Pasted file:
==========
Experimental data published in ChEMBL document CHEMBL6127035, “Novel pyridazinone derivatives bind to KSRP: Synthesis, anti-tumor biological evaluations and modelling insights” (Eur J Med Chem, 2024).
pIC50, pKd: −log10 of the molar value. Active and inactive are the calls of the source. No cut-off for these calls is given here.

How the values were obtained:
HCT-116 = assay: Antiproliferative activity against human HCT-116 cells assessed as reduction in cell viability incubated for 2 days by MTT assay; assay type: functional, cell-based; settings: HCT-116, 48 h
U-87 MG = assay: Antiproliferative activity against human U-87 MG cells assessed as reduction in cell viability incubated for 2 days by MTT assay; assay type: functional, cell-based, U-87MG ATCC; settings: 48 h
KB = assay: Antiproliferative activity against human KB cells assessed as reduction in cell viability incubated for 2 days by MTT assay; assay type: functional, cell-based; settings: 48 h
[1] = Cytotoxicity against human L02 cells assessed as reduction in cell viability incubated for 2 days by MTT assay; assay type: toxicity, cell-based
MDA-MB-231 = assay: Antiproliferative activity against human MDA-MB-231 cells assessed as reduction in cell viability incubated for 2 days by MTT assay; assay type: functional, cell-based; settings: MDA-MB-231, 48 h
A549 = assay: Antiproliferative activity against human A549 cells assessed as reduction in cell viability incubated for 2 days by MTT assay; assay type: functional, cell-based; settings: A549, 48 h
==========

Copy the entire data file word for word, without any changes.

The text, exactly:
Experimental data published in ChEMBL document CHEMBL6127035, “Novel pyridazinone derivatives bind to KSRP: Synthesis, anti-tumor biological evaluations and modelling insights” (Eur J Med Chem, 2024).
pIC50, pKd: −log10 of the molar value. Active and inactive are the calls of the source. No cut-off for these calls is given here.

How the values were obtained:
HCT-116 = assay: Antiproliferative activity against human HCT-116 cells assessed as reduction in cell viability incubated for 2 days by MTT assay; assay type: functional, cell-based; settings: HCT-116, 48 h
U-87 MG = assay: Antiproliferative activity against human U-87 MG cells assessed as reduction in cell viability incubated for 2 days by MTT assay; assay type: functional, cell-based, U-87MG ATCC; settings: 48 h
KB = assay: Antiproliferative activity against human KB cells assessed as reduction in cell viability incubated for 2 days by MTT assay; assay type: functional, cell-based; settings: 48 h
[1] = Cytotoxicity against human L02 cells assessed as reduction in cell viability incubated for 2 days by MTT assay; assay type: toxicity, cell-based
MDA-MB-231 = assay: Antiproliferative activity against human MDA-MB-231 cells assessed as reduction in cell viability incubated for 2 days by MTT assay; assay type: functional, cell-based; settings: MDA-MB-231, 48 h
A549 = assay: Antiproliferative activity against human A549 cells assessed as reduction in cell viability incubated for 2 days by MTT assay; assay type: functional, cell-based; settings: A549, 48 h